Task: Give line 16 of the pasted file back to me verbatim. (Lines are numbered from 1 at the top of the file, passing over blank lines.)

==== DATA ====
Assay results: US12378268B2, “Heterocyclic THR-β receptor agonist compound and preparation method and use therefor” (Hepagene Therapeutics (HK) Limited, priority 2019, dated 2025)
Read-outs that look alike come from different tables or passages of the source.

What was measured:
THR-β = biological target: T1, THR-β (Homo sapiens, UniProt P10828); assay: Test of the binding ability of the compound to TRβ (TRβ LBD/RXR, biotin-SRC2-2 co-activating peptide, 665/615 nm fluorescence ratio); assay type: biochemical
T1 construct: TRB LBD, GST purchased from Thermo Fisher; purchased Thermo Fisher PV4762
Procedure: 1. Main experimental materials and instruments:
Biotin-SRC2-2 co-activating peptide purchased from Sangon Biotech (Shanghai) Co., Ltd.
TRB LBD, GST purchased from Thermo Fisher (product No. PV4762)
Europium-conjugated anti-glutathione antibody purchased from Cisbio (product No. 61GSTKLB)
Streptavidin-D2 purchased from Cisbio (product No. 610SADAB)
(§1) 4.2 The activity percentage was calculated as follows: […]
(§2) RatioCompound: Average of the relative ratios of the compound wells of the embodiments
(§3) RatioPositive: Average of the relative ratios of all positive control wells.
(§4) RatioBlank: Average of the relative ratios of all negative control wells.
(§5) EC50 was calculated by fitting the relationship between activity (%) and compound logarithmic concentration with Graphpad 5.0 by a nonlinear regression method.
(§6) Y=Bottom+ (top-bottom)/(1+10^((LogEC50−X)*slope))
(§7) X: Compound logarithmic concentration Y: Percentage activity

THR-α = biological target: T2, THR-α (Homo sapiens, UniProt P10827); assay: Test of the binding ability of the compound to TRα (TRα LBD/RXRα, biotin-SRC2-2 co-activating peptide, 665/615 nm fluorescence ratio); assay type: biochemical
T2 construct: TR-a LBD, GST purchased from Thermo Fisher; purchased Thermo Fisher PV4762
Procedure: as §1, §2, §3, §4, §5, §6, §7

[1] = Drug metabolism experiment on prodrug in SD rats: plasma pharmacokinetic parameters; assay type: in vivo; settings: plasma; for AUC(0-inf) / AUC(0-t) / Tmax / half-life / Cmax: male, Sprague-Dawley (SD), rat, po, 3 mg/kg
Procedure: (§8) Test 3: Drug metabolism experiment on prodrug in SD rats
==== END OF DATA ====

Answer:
(§6) Y=Bottom+ (top-bottom)/(1+10^((LogEC50−X)*slope))